When it comes to the female millennial our research tells us one thing is clear: female demand for international mobility has quite simply never been higher. A whopping 71% of female millennials told us they want to work overseas during their career. Given international organisations are placing growing importance on the establishment of leadership teams and an employee base that is globally competent, it is no surprise that 62% of millennial women feel international experience is critical to further their career.
However the number of women undertaking these sought after international assignments is not proportionate to their representation in the workforce. In fact, despite the number of female assignees doubling in the past decade, women make up 20% of current international assignees. Research by Catalyst identifies that gaining international experience advances men’s and women’s careers further and faster, yet the best and brightest female talent are not undertaking these international opportunities at the same rates as their male peers.
Our most recent female millennial research is revealing. Female millennials are 21% less likely than their male counterparts to believe that men and women have equal opportunity to undertake international assignments at their current employer. Furthermore the more career experienced the female millennial is, the more likely she is to agree less with this statement: 60% of career starters agreed (0-3 years’ work experience) compared with 53% of career establishers (9 or more years’ work experience).
There is a plethora of research pointing out lots of gender differences just one of which is that women tend to be more risk averse with their decision making both in work and when it comes to their careers.
When I was 25, I had the opportunity to go and work in our US firm’s Boston office for six months. It was an amazing experience and, to this day, it is unparalleled for the level of accelerated personal and professional growth I gleaned from the experience. But it was hard. Yes, Boston is probably the most Irish place I could have gone on an international assignment, but believe me it was not without its challenges.
Never mind it being my first time living overseas, it was my first time living outside of my family home. I was moving into a completely new role I had no prior experience in and I did not know a single person in Boston. So yes, it was tough, but I will never forget how I felt when I got back to Dublin. The whole experience literally made me feel ‘career invincible’. Like wow, if I survived that I could survive anything my career might throw at me. Without doubt, getting that experience early in my career made me much less ‘career-risk adverse’ and was instrumental in establishing a pattern where I consistently seek out challenging opportunities that keep me inspired, motivated and engaged. Quite simply, I wouldn’t be where I am in my career today had it not been for my international assignment experience.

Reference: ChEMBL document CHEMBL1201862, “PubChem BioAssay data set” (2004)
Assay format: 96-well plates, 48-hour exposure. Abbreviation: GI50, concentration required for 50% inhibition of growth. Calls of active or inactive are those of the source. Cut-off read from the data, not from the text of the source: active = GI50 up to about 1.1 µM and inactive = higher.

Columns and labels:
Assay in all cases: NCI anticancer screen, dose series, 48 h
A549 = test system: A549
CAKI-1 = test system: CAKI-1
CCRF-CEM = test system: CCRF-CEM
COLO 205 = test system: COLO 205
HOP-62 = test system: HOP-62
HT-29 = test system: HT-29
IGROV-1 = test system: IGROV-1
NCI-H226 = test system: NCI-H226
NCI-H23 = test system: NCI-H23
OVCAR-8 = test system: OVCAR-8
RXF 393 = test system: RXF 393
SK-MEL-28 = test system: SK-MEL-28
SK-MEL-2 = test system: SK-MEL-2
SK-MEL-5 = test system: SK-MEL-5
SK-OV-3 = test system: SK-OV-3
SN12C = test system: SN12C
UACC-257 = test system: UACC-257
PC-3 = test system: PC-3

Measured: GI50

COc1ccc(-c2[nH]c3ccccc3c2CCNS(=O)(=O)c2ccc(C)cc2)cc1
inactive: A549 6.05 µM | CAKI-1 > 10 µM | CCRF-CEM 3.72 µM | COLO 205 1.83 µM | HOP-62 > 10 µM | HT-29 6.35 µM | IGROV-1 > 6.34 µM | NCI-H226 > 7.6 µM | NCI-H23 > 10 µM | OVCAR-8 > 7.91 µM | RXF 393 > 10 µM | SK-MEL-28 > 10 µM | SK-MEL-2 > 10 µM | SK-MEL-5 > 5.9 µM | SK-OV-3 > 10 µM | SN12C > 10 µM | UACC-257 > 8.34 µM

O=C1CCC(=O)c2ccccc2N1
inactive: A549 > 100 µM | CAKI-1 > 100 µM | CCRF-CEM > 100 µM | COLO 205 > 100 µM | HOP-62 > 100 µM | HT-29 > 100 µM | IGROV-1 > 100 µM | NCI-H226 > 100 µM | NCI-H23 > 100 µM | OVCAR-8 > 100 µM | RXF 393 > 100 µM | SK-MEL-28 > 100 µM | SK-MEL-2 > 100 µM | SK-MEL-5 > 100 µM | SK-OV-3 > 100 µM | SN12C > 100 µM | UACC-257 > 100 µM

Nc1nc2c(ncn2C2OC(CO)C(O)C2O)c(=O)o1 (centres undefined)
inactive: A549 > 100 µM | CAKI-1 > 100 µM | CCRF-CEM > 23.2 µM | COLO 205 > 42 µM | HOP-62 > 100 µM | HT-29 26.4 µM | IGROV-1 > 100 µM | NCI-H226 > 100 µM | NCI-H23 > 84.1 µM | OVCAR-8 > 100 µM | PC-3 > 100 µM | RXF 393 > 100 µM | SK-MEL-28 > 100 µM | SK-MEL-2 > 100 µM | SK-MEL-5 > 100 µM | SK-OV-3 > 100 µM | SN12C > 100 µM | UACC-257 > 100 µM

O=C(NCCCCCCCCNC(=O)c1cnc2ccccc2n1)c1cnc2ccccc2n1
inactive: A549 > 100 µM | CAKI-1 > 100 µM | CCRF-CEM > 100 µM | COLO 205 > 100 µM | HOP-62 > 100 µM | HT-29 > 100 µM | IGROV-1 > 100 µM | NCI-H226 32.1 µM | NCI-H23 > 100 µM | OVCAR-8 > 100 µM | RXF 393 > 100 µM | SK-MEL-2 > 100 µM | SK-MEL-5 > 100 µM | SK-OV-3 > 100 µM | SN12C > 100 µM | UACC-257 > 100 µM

I’m a firm believer that getting women international experience early in their career will have a number of benefits. Firstly, it will help create the global acumen and out of comfort distinctive experience required to advance to leadership levels. Secondly, it will set women up to be less career risk averse and with that braver with their career decisions. And finally, it will support an inclusive global mobility culture in organisations with these women more likely to undertake further international assignments, recommend such experiences to female peers and sponsor more junior female talent for such experiences as they progress up the corporate ladder.
Having a global mobility programme that enables early international experience for female talent is just one of many ways to drive a more gender inclusive global mobility programme. Learn about other critical opportunities based on Australian research in PwC Australia’s recent research publication Developing Female Leaders: Addressing Gender Bias in Global Mobility
Based in Dublin, Ireland, Aoife Flood is Senior Manager of the Global Diversity & Inclusion Programme Office for PwC International Limited with responsibility for the development and implementation of our network-wide global Diversity & Inclusion strategy.
She is a proud PwC female millennial and lead researcher and author of our ‘The female millennial: A new era of talent’ and 'Next Generation Diversity: Developing tomorrow's female leaders' thought leadership publications.